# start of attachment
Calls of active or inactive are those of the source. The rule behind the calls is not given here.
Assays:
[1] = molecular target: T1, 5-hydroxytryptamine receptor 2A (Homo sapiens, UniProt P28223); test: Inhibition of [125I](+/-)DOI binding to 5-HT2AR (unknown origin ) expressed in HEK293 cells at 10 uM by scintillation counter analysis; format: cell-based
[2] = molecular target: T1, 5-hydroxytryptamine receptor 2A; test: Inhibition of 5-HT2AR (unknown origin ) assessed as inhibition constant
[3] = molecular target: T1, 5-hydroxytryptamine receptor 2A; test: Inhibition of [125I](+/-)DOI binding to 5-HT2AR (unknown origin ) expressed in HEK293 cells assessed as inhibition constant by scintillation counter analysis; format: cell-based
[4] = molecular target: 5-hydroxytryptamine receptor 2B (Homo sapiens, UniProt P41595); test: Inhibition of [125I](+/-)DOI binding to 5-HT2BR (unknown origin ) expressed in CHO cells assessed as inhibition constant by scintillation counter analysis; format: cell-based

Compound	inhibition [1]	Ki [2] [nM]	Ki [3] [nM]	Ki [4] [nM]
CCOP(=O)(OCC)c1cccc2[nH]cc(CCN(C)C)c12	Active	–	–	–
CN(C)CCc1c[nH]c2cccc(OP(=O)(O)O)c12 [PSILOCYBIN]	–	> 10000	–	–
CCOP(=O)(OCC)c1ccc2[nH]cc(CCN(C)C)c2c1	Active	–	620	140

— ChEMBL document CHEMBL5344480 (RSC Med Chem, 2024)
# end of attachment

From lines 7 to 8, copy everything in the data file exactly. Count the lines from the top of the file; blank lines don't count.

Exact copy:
Compound	inhibition [1]	Ki [2] [nM]	Ki [3] [nM]	Ki [4] [nM]
CCOP(=O)(OCC)c1cccc2[nH]cc(CCN(C)C)c12	Active	–	–	–